Sitting at a bus station, watching a family play, a boy crying, two men and two children, a bike and the anticipation of a much needed bus home. I eat my crisps quietly, answering their questions when needed, hiding from the busy waiting room disguised as a girl who needs a bus ride back. My bike sits riskily attached the the fence nearby, awaiting the long space of time it will be left alone on the side of the road. Later I joke about him buying me a new one if it’s stolen. “I just spent £40 on those brakes.” To braving the crowded seating area of blood spattered overalls and the wheezing elderly. I start to feel faint. After a while a nurse appears in my peripheral vision, calling for the family of Mr Lynch. It takes me a few seconds and a few announcements for me to realise that it’s me they’re calling for, his only visitor and after hours of waiting, now is the time to head in.
Between this and the worst is a blur, “I’m having an operation.” brushed off as a routine procedure, the illusion confirmed by the nurses, to sitting by his bed-side, holding his hand under three layers of blindingly orange crochet’d hospital blanket, the doctor is telling us of complicated medical words, and percentages, 3% chance of death, that’s 6 in every 200 people. That’s 3% too many, I can feel his grip tighten in mine and his eyes close and shake. I begin to lose my cool and my scrambled thoughts from last night flood back.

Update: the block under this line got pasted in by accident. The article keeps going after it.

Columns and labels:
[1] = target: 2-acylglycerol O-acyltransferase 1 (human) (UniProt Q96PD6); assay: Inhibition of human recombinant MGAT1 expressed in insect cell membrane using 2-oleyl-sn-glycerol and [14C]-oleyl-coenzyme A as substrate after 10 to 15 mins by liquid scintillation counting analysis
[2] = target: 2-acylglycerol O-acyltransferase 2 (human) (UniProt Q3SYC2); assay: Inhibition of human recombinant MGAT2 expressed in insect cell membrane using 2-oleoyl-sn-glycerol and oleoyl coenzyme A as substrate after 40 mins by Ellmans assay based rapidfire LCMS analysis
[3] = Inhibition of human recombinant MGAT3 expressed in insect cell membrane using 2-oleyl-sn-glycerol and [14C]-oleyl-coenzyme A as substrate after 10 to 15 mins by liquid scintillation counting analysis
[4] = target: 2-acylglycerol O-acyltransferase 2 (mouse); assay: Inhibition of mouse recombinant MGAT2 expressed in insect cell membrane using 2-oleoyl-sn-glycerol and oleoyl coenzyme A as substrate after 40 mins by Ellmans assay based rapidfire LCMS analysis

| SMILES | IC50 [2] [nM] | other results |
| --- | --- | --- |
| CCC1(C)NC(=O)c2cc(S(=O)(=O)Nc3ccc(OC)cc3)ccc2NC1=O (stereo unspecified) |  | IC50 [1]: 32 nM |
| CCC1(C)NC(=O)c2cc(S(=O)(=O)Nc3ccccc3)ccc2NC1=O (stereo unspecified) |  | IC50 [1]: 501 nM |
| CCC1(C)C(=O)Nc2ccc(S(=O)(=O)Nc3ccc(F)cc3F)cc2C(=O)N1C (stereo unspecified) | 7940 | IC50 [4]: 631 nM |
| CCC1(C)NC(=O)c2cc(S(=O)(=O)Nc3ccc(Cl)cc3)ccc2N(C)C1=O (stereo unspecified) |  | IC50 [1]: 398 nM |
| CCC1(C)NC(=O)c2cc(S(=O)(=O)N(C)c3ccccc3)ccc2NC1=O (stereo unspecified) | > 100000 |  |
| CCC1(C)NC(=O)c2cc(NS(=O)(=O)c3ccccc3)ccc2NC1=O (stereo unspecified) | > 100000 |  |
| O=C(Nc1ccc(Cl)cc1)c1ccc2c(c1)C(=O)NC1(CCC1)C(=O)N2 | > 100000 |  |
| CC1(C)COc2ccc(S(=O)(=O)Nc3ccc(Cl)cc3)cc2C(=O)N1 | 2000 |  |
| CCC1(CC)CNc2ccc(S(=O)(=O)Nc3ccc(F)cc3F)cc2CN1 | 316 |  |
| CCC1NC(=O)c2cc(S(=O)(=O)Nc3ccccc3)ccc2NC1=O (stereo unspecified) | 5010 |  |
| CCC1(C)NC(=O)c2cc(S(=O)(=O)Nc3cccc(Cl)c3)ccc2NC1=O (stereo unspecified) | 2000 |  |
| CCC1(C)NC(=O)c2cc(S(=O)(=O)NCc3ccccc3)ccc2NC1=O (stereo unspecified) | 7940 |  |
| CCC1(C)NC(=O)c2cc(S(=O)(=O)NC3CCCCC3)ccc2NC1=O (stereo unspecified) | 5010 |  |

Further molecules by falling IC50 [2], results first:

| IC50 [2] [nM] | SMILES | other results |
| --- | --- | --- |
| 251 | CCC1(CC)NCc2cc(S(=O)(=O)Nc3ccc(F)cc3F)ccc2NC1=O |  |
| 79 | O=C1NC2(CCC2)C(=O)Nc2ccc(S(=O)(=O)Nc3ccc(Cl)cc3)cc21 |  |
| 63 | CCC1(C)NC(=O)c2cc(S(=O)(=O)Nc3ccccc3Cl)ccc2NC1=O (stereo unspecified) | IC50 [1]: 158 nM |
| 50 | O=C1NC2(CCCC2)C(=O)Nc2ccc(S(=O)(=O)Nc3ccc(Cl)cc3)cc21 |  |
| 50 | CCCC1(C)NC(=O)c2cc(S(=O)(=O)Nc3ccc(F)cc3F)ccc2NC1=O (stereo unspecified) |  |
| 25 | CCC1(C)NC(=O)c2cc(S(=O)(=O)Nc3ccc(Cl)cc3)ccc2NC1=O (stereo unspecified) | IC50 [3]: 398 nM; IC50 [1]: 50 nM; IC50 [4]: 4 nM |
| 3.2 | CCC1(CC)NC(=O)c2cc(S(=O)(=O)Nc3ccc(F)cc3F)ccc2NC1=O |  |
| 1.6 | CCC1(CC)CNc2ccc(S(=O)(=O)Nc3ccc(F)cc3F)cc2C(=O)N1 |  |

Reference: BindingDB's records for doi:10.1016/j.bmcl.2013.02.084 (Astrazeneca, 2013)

I love him.
He tells me it’s okay if I want to go and I don’t, but I’m starting to feel like a spare part and I can already feel myself trembling. I’m struggling to hold it together and I don’t want him to get a hold of that feeling so I tell him okay. I want to tell him all of who I am. I want him to know that there’s a reason I bite my teeth in my sleep, but that he does it too. That when he talks in his sleep I listen for hints of himself, secrets maybe. I want to make him happy, and I want him to know that I am so grateful for his patience and his understanding of my forgetfulness and my lack of grace, and my good intentions but often bad execution. Selfishly I think maybe it’s my fault; surgery, scars. Am I good enough to be called his? “Amy. Harry’s.” I want to make him full and fixed up and loved but all I can do right now is hold my teary eyes shut and wish it was me in that bed. I almost turn around after prying myself away; it’s not safe to be cycling with tired glistening eyes and maybe I can convince them to swap me into his place. I am lying in his room on my mattress, wishing for his pain to shift to my stomach. I start to get sympathy pains, I suppose, and realise I am not helping anyone.
It is 7:30pm, over 12 hours since this began. I think his mother has gone back to the hospital, she told me not to go. I can hear her sister through his window and occasional glimpses of concern for him, back to wine induced mayhem. I’ve sent him a text he won’t get until some time tomorrow of faith and hope and crossed fingers and toes and secretly of so much love I feel like my insides are going to break open too. He’ll have to live with this forever, and it’s selfish to say that I am not okay. But also that I want him to be okay, he has to be okay.